Fire is always sudden and unexpected. As a result of the fire, victims are frequently uprooted from their support system (family, friends, and neighbors). They are placed in temporary shelter, away from the familiar creature comforts of home. They have absolutely no idea of what to do next; there’s no gradual return to reality. For weeks they will have to pick through the soggy ruins, trying to salvage what few personal effects remain. Most of their paperw ork existence (birth and marriage certificates, Social Security records, tax records, diplomas and transcripts, insurance records, receipts, and deeds)^ have been destroyed. For months they will be forced to stare at the charred skeleton* that once w’as their home as the damage is slowly repaired.

Neither employers nor unions guarantee a leave for fire, as they do for bereavement. You’re expected to be on the job the next day. No one seems to understand that all of your clothes are smokeand^ water-damaged, you don’t have a driver’s license anymore, and your children are crying for a box of their favorite breakfast cereal. The most comforting statement a fire victim hears is, “You’re lucky you got out alive.” The statement is true enough but of little solace.

During this process, what do you thinkthe fire victims’ impression is of the fire department? Sure, they’re grateful to you for coming; but. let’s face it, it isn’t as if.they had a choice. We are the only game in town. Even if they saw’ your bravery’ action, they can’t help remembering the crashing glass, the axes, and the water. Ask yourself honestly, if you weren’t “on th job,” could you discern necessary’ from unnecessary damage? Probably not. But you arc “on the job,” so ask yourself. If you had a fire, would you know what to do in those next few critical days? ‘ITie bet is you don’t. No one does.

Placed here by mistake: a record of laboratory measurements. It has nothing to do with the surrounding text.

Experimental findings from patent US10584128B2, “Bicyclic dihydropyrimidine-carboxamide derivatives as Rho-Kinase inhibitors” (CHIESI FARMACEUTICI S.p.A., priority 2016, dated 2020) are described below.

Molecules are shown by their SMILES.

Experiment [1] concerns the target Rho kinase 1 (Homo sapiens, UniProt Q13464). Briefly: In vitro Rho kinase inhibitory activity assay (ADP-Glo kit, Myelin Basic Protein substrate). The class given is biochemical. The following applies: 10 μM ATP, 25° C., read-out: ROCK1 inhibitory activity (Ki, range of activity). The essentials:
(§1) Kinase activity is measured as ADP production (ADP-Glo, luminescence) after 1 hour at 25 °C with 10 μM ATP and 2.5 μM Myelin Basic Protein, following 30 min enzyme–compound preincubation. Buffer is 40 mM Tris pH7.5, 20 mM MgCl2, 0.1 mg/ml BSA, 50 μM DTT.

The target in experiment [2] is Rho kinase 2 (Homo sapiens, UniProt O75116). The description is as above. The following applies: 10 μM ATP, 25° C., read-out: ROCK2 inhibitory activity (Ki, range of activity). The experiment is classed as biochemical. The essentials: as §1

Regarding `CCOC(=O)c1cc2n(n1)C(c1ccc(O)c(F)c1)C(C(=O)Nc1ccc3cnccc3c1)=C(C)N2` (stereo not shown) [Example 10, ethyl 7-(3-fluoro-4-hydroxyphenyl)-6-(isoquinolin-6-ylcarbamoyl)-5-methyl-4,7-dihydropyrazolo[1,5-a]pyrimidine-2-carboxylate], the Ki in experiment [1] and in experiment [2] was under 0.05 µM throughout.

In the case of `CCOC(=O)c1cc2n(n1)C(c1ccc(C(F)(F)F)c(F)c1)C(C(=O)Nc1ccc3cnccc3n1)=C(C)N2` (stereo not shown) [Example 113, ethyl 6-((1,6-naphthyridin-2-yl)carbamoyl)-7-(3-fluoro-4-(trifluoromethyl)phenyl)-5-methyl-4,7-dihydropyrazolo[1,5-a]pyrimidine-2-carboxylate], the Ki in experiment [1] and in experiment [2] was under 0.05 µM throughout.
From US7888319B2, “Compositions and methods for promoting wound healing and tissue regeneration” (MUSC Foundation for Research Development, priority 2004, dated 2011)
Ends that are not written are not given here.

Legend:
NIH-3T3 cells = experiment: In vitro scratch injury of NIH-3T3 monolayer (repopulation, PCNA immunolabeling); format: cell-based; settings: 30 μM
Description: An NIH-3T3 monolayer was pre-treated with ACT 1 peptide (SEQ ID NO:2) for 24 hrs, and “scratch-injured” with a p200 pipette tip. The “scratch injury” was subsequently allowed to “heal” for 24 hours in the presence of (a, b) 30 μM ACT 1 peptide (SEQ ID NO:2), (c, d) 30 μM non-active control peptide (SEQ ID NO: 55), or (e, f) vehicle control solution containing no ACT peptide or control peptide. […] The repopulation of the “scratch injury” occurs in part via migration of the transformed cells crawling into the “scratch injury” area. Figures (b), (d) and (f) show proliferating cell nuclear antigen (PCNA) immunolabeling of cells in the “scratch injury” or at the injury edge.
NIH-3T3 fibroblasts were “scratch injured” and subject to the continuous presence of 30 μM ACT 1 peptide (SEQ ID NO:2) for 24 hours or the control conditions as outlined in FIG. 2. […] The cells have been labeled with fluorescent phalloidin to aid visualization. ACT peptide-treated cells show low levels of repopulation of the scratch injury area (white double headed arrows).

Overall, it’s an area in which the fire service is deficient. We’re anxious to turn the building back over to the owner/ occupants; we may warn them of any major hazards and remind them to have the major systems (electrical, plumbing, heating) checked by a professional; and then we walk away. Post-fire assistance generally is not provided by the fire department, but it is something we can provide to better serve the public we’re sworn to help. Best of all, most of the work is already done for us.

ITtere’s a great document called “After the Fire, Returning to Normal,” published by the U.S. Fire Administration. (For up to five free copies, write to Federal Emergency Management Agency, l !.S. Fire Administration. P.O. Box 70274, Washington. DC 20024.) It was developed with the assistance of the I lolly wood (FI.) Fire Department. Since it’s a government document, you can copy or modify it to suit your needs It’s just the item to help us bridge that service gap. It’s only 14 pages, but there are sections covering insurance, living expenses, property valuation and inventory, replacement of documents, what to do in case of injury, and some tips on salvage. For a particular locale, you could add portions to include climate considerations, local resources, government addresses and telephone numbers, and checklists of “things to do.”

TALKING TO VICTIMS